were upset when Nanosys withdrew their IPO in early August 2004
after announcing their IPO end of April 2004, least of all CEO
Larry Bock. However, it remains clear that market conditions
were not ready for an IPO of a company at that stage of progress.
Nanosys was without actual product and sales and did not promise
them any time soon. Many consider Nanosys the poster child of
successful nanotechnology startup companies. However, there
are many other nanotechnology startups, some with similar business
models and some even with sales revenues that may have just
as good technology and potential but not as good press.
market was and still is P-O’d at IPO’s for companies without
real product and sales revenues. This was because the market
was too soon out of an economic downturn due to overvalued
dot.com and biotech companies, some of which spent money like
there was no tomorrow, and some of which also did not have
real sales yet. The aftermath of those bubbles bursting was
exacerbated by the 9-11 tragedy. Only a few of those companies
such as Yahoo actually succeeded while the rest fell by the
wayside as casualties of dot.com and biotech.
would not have seen any revenues soon after this IPO. If Nanosys
had succeeded in going IPO, its stock price would have dropped
significantly soon afterwards. There would have been many
a disappointed public shareholder feeling they had been had
and selling off their shares a year into ownership. Public
shareholders have much shorter term investment horizons and
shortsighted views these days in terms of making money from
stock of publicly held companies. The public is less risk
adverse than angels and VC’s. The only people who would have
made any money on the IPO were the early VC investors selling
off their shares at the IPO.
Nanosys was being positioned as the great nanotech hope that
would pave the way for nanotechology’s legitimacy on Wall
Street, Nanosys’ failure on the stock market would have burst
a perceived nanotech bubble. The problem here for nanotechnology
and companies in this space is bad news travels fast and goes
away even slower. This would have poisoned the market mentality
for any other upcoming and perhaps more promising and better
positioned nanotech companies that should be going public
in an IPO or for other nanotech startup companies trying to
raise funding for the next few years. Nanosys would have left
a bad taste in the mouth of the public for future nanotech
deals. It would then become even more difficult than it was
lately to raise the most simplest of funding for any other
nanotech startup. Timing is just as important in the startup
world and having to wait another few years for appropriate
funding could kill many companies with potentially disruptive
technology. With the withdrawal of the Nanosys IPO, the hype
bubble then deflated to the more reasonable and manageable
proportions of the fledgling industry that it is.
is where I start to digress from my original point of this
piece but bear with me. Over time, in the VC’s mind, an exit
strategy is successful as long as they recoup their investment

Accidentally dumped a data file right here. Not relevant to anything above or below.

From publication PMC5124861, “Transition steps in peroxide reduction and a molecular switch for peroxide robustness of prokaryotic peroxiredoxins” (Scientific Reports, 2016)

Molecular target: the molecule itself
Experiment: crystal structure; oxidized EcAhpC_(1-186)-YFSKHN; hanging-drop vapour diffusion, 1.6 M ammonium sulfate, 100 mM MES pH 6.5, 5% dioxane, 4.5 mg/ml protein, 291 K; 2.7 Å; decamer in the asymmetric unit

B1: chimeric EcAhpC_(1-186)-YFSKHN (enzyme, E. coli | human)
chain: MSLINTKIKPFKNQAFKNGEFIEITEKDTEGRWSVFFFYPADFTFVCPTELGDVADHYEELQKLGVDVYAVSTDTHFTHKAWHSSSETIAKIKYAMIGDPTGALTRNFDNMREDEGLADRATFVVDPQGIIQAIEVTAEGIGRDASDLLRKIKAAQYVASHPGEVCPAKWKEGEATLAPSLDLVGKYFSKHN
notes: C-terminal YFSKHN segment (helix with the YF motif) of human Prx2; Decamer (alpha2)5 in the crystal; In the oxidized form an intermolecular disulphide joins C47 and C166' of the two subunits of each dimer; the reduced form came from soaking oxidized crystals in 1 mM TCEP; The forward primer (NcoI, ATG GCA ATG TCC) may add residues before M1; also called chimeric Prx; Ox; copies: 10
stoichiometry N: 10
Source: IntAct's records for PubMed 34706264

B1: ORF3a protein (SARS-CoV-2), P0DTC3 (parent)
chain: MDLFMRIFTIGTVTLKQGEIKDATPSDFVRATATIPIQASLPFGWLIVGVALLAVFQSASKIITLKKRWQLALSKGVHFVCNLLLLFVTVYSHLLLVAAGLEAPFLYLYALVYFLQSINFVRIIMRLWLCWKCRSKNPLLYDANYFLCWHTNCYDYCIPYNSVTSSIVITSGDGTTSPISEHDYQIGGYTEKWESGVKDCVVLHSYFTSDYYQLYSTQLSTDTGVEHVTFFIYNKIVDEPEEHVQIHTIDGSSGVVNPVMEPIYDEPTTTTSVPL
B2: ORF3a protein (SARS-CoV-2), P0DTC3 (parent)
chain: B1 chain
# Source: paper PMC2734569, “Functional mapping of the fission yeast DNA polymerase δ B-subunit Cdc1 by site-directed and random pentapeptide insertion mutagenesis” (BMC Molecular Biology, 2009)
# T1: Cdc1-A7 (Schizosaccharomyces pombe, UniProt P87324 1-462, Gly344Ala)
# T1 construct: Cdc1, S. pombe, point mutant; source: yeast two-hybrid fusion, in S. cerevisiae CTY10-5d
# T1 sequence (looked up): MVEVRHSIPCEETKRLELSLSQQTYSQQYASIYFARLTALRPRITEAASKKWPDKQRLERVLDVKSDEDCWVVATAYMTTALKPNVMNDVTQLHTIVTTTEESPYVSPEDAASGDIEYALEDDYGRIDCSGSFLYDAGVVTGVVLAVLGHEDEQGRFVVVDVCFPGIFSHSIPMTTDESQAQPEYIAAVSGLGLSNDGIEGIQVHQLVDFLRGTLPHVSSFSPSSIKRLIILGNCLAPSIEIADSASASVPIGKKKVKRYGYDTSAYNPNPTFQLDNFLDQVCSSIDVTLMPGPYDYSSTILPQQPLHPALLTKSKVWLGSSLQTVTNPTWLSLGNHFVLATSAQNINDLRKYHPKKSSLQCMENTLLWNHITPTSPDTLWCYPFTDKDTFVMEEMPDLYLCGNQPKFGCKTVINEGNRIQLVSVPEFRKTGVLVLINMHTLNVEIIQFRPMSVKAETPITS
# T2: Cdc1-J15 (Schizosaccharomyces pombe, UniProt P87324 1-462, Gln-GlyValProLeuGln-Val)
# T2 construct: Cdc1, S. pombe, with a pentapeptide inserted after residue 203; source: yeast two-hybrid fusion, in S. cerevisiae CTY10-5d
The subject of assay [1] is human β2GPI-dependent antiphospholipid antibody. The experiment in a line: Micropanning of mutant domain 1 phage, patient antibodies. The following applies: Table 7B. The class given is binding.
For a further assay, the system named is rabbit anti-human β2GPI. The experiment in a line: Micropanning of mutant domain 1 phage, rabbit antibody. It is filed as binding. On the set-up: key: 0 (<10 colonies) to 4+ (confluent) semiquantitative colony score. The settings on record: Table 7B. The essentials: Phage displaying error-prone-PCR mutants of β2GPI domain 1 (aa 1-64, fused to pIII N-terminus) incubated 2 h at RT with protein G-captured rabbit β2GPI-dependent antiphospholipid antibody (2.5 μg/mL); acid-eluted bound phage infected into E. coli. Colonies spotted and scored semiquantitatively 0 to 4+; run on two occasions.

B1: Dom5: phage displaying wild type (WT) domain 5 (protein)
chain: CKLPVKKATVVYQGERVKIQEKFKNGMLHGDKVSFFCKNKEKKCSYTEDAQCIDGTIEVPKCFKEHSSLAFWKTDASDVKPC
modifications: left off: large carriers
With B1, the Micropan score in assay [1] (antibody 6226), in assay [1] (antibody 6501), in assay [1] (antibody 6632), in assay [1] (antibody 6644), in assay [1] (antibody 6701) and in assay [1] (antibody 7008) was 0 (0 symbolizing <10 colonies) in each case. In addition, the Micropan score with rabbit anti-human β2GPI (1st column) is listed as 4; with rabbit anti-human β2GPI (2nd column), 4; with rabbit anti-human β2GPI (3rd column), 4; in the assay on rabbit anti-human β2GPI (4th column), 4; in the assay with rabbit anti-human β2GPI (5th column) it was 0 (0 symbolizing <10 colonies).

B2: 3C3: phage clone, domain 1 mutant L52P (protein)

and make money from it and then go on to invest in the next
venture. However, this is not considered a success for the
person who bought their shares and then watched their value
drop because the company’s potential was overhyped and overvalued
when they bought it. In some people’s mind in the more extreme
case, this could constitute fraud. Some might even argue there
is a fine line between overvaluing and overhyping company
performance and potential considering we’ve heard the Enron,
Worldcom and Tyco stories to make us just uneasy enough to
lean that way. What makes us uneasy is how easy it is to do
that and allowed to do that because such practices are so
ingrained in the corporate culture. Every investment deal
that comes across investors’ desks is assuredly labeled as
a big picture perspective, a successful entrepreneur and/or
CEO is one who creates, leads and manages a company whose
value holds through the good and bad times because he is a
good leader and strategist for the company. Is a CEO successful
just because he was able to bring a company to a successful
IPO? What if the company tanks afterwards?
believe that being able to make money on the IPO even though
the company in the long term fails still makes for a success
story and a successful CEO. A CEO is considered successful
if he makes a lot of money for its investors via an IPO even
though the company tanks in the long run? Is there something
wrong with this logic?
along the line, the other half of the equation that got lost
in the strive for excess is that the company should actually
be expected to maintain its projected value after the IPO.
Of course, on the other hand, as investors, we all have to
do our own due diligence before buying shares in anything.
We also must shoulder some responsibility as investors. An
IPO should not be used to recoup investment in a bad opportunity
for investors by passing on the bad news to the public. An
IPO should be used to cash in a successful investment.
may be the poster child of nanotech, but it needs to grow
up a little more, perhaps reach adolescence first by proving
it can make some real product and sales, before moving out
on its own into the public domain. It is a good company but
it’s just not ready to go public. Their marketing team is
very good and they have very good network and lots of funding.
However, Nanosys’ legs are still taking its first steps. If
its legs are not strong enough to support itself, it could
fall and hurt itself. With the current market mentality, for
nanotech and for any other industry for that matter, we should
take the cue from Orson Wells’ famous line for Paul Masson
wines in their commercials where there should not be an IPO
before its time.